I was waiting in a first-floor reception room at Al-Muhajireen palace, a relatively modest building where Assad often works, away from the grandeur of the main presidential palace, when I was told to look out of the window. An ordinary black saloon car with tinted windows was coming up the drive.
I realised it could be the president but I was surprised to see him emerging not from a rear door opened by a chauffeur, but from the driver’s seat. He was the only person in the vehicle and there was no sign of a security convoy.
It was explained to me that despite regular explosions, Assad insists on maintaining a normal lifestyle including — to his security chief’s dismay — driving to the office in the morning. He has apparently told his security men that if ever he has to wear a flak jacket to move around Damascus, he might as well step down.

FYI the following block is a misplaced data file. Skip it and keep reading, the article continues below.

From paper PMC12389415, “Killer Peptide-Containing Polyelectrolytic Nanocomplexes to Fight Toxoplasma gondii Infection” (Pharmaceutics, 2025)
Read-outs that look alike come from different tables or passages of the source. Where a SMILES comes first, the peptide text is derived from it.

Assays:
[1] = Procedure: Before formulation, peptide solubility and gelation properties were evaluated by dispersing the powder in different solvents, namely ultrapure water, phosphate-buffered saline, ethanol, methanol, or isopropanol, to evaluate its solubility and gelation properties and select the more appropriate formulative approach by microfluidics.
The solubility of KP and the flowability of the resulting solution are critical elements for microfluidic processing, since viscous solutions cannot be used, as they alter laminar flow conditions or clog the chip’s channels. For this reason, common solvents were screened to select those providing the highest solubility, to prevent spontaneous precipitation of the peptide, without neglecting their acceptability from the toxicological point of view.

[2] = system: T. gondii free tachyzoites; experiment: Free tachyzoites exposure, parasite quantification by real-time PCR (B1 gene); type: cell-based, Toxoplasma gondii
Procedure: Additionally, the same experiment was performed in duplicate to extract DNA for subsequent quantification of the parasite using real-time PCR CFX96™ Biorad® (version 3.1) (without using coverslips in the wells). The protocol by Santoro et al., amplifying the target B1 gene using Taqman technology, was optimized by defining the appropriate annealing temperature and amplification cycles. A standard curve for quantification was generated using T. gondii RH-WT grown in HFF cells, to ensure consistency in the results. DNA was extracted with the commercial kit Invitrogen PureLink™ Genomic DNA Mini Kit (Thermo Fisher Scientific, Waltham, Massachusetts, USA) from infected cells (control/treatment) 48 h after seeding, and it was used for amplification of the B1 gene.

We met in a room with artisanal chandeliers and window frames inlaid with mother of pearl. Through the open shutters, one could see residential buildings on the other side of a courtyard. It was a quiet morning, with a lull in the shelling of the suburbs that can be heard daily from the city centre.
Thanks Syrianewstube for the video